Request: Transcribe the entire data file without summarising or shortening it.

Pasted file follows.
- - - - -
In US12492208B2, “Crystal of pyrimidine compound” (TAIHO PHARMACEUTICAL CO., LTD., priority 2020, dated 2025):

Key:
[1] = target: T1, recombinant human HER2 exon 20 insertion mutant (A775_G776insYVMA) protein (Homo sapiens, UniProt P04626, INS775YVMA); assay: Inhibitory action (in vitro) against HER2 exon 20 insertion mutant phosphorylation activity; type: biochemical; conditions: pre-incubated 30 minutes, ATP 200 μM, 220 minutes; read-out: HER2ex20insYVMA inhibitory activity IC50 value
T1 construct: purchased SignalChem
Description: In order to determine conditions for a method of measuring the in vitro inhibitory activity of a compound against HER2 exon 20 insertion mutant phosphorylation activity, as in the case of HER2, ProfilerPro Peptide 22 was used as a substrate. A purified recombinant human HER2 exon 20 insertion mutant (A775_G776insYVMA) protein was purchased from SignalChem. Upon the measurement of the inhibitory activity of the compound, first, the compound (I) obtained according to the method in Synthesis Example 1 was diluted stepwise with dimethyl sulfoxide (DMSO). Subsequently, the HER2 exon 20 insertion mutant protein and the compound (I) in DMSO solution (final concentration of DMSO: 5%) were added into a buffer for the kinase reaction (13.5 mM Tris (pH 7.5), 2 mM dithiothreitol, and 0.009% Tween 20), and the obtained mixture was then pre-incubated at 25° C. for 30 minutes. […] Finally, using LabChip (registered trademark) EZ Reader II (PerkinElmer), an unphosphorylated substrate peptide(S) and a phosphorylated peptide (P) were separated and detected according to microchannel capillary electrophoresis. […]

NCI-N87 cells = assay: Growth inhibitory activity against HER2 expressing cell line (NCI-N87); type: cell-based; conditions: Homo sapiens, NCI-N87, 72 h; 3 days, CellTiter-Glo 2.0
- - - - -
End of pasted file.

In US12492208B2, “Crystal of pyrimidine compound” (TAIHO PHARMACEUTICAL CO., LTD., priority 2020, dated 2025):

Key:
[1] = target: T1, recombinant human HER2 exon 20 insertion mutant (A775_G776insYVMA) protein (Homo sapiens, UniProt P04626, INS775YVMA); assay: Inhibitory action (in vitro) against HER2 exon 20 insertion mutant phosphorylation activity; type: biochemical; conditions: pre-incubated 30 minutes, ATP 200 μM, 220 minutes; read-out: HER2ex20insYVMA inhibitory activity IC50 value
T1 construct: purchased SignalChem
Description: In order to determine conditions for a method of measuring the in vitro inhibitory activity of a compound against HER2 exon 20 insertion mutant phosphorylation activity, as in the case of HER2, ProfilerPro Peptide 22 was used as a substrate. A purified recombinant human HER2 exon 20 insertion mutant (A775_G776insYVMA) protein was purchased from SignalChem. Upon the measurement of the inhibitory activity of the compound, first, the compound (I) obtained according to the method in Synthesis Example 1 was diluted stepwise with dimethyl sulfoxide (DMSO). Subsequently, the HER2 exon 20 insertion mutant protein and the compound (I) in DMSO solution (final concentration of DMSO: 5%) were added into a buffer for the kinase reaction (13.5 mM Tris (pH 7.5), 2 mM dithiothreitol, and 0.009% Tween 20), and the obtained mixture was then pre-incubated at 25° C. for 30 minutes. […] Finally, using LabChip (registered trademark) EZ Reader II (PerkinElmer), an unphosphorylated substrate peptide(S) and a phosphorylated peptide (P) were separated and detected according to microchannel capillary electrophoresis. […]

NCI-N87 cells = assay: Growth inhibitory activity against HER2 expressing cell line (NCI-N87); type: cell-based; conditions: Homo sapiens, NCI-N87, 72 h; 3 days, CellTiter-Glo 2.0